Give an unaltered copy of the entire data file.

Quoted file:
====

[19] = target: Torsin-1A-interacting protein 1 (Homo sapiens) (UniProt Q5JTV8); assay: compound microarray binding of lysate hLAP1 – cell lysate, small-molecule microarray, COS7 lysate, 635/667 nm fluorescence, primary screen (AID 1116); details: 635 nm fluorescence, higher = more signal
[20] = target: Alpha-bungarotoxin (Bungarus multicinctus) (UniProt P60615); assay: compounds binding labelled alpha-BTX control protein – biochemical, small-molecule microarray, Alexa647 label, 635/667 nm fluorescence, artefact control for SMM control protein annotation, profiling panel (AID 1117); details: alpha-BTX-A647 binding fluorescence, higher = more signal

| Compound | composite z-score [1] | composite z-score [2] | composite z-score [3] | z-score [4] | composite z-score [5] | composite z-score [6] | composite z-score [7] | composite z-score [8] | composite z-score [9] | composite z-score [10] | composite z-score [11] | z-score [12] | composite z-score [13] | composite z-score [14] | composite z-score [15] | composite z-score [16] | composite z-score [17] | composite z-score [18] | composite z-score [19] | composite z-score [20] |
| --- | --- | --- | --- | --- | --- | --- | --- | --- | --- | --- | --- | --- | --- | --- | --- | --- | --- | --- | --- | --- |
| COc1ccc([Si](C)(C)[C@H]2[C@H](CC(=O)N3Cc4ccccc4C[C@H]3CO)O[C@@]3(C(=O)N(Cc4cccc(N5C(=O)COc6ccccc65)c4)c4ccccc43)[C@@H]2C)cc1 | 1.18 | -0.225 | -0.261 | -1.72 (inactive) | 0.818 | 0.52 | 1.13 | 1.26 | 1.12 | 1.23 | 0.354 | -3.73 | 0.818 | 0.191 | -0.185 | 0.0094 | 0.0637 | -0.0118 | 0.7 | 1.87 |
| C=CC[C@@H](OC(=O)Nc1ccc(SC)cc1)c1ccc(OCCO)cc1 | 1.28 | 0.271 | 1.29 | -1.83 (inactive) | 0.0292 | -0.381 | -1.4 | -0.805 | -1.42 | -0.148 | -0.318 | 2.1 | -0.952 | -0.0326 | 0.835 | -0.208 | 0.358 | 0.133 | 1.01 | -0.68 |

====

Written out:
[19] = target: Torsin-1A-interacting protein 1 (Homo sapiens) (UniProt Q5JTV8); assay: compound microarray binding of lysate hLAP1 – cell lysate, small-molecule microarray, COS7 lysate, 635/667 nm fluorescence, primary screen (AID 1116); details: 635 nm fluorescence, higher = more signal
[20] = target: Alpha-bungarotoxin (Bungarus multicinctus) (UniProt P60615); assay: compounds binding labelled alpha-BTX control protein – biochemical, small-molecule microarray, Alexa647 label, 635/667 nm fluorescence, artefact control for SMM control protein annotation, profiling panel (AID 1117); details: alpha-BTX-A647 binding fluorescence, higher = more signal

| Compound | composite z-score [1] | composite z-score [2] | composite z-score [3] | z-score [4] | composite z-score [5] | composite z-score [6] | composite z-score [7] | composite z-score [8] | composite z-score [9] | composite z-score [10] | composite z-score [11] | z-score [12] | composite z-score [13] | composite z-score [14] | composite z-score [15] | composite z-score [16] | composite z-score [17] | composite z-score [18] | composite z-score [19] | composite z-score [20] |
| --- | --- | --- | --- | --- | --- | --- | --- | --- | --- | --- | --- | --- | --- | --- | --- | --- | --- | --- | --- | --- |
| COc1ccc([Si](C)(C)[C@H]2[C@H](CC(=O)N3Cc4ccccc4C[C@H]3CO)O[C@@]3(C(=O)N(Cc4cccc(N5C(=O)COc6ccccc65)c4)c4ccccc43)[C@@H]2C)cc1 | 1.18 | -0.225 | -0.261 | -1.72 (inactive) | 0.818 | 0.52 | 1.13 | 1.26 | 1.12 | 1.23 | 0.354 | -3.73 | 0.818 | 0.191 | -0.185 | 0.0094 | 0.0637 | -0.0118 | 0.7 | 1.87 |
| C=CC[C@@H](OC(=O)Nc1ccc(SC)cc1)c1ccc(OCCO)cc1 | 1.28 | 0.271 | 1.29 | -1.83 (inactive) | 0.0292 | -0.381 | -1.4 | -0.805 | -1.42 | -0.148 | -0.318 | 2.1 | -0.952 | -0.0326 | 0.835 | -0.208 | 0.358 | 0.133 | 1.01 | -0.68 |